Eat High Cellulose Vegetables to Suppress Hunger and Stay Full

Eating at a caloric deficit for extended periods isn’t just physically difficult, but also mentally. Battling hunger cravings can be frustrating because you’re often fighting both brain and body, trying to convince them that no, you don’t actually want to eat that brownie.

Luckily there are several methods, backed by scientific evidence, that can help curb hunger cravings.

Source: 3 Science-based steps to curbing your appetite

Foods such as broccoli, cabbage, brussel sprouts, collard greens, kale, cauliflower will work to satiate your hunger.  However, broccoli and cauliflower are the the least concerning (only in comparison to the other options listed – there’s still lots of vitamin K) if you have blood thinner/vitamin K concerns.

Avoid Emotional Eating with the Broccoli Test

The #1 reason why people are overweight is because…drum roll please …we’re eating when we’re emotionally hungry.* Not when we’re physically hungry.

*This is based on hundreds of new client questionnaires I’ve reviewed in the last 8 years since starting MyBodyTutor along with subsequent conversations.

Physical hunger is a gradual sensation that we feel in our stomach, and any food seems appealing. We usually feel good after eating.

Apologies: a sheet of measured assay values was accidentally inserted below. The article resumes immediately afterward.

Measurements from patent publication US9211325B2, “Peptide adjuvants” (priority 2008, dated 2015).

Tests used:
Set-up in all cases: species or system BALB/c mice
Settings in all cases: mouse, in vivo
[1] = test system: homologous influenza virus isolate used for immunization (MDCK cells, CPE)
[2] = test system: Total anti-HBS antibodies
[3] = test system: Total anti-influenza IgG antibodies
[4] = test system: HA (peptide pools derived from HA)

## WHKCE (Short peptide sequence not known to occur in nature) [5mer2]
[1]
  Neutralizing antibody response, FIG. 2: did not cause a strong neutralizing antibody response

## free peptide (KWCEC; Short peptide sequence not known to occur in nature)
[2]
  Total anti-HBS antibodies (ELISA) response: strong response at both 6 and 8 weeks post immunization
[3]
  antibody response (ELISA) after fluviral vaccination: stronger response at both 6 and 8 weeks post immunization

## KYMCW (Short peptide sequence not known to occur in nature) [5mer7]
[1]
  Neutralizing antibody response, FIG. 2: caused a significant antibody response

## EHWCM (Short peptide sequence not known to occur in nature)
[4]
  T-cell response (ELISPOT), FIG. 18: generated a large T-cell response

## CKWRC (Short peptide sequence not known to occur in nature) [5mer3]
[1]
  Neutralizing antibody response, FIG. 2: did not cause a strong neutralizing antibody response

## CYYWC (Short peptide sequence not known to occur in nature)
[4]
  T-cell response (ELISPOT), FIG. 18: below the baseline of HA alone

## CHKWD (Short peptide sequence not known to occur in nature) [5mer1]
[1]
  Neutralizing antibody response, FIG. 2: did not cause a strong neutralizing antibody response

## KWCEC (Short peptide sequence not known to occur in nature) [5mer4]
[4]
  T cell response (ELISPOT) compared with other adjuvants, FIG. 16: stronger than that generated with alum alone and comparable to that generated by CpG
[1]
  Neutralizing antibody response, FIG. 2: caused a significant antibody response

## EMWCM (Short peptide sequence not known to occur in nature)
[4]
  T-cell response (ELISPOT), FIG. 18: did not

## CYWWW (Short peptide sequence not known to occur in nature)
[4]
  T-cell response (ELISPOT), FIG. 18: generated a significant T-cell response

Most people eat when they’re emotionally hungry though.

Emotional hunger comes on suddenly and we’ll crave specific foods. With emotional hunger we can have snack after snack and nothing hits the spot. We often feel guilty after emotional eating.

Source: The Broccoli Test: How to Stop Emotional Eating

There’s a reason that “comfort food” exists. When you’re stressed, your brain seeks ways to alleviate stress by eating certain foods, resulting in unwanted calories. If this weren’t bad enough, the act of self-medicating with comfort food also increases your body’s propensity to store abdominal fat, leading to greater risk of diabetes and cardiovascular disease.

What if I like broccoli?

Doesn’t have to be broccoli, eating plain celery is like chewing on grass. Or at least I’d assume so.  Mindfulness has been covered in the past.

What the article doesn’t mention is that you can fall back into the habit very easily.  Even once in a while I catch myself.

Ways to Stop Yourself from Eating When You’re not Hungry (IE Emotional)

The fridge door is open and you’re peering inside, feeling bored, lonely or sad. But you’re not actually hungry.

You know that eating what’s in front of you isn’t the answer. You know you’re just going to feel awful, if you do. But what are some things you can think, say or do to stop eating when you’re not hungry?

Source: 5 Ways to Stop Yourself from Eating When You’re not Hungry

I had a bad week, and didn’t realize what I was doing until I bit into the slice of pizza.  There’s a couple of things that interest and surprise me about it: that I realized (even if after paying/completing the transaction), that I know why I did, and provided some insight to how I did things in the past.  Months after positive change, good ol’ coping mechanisms are still in the subconscious…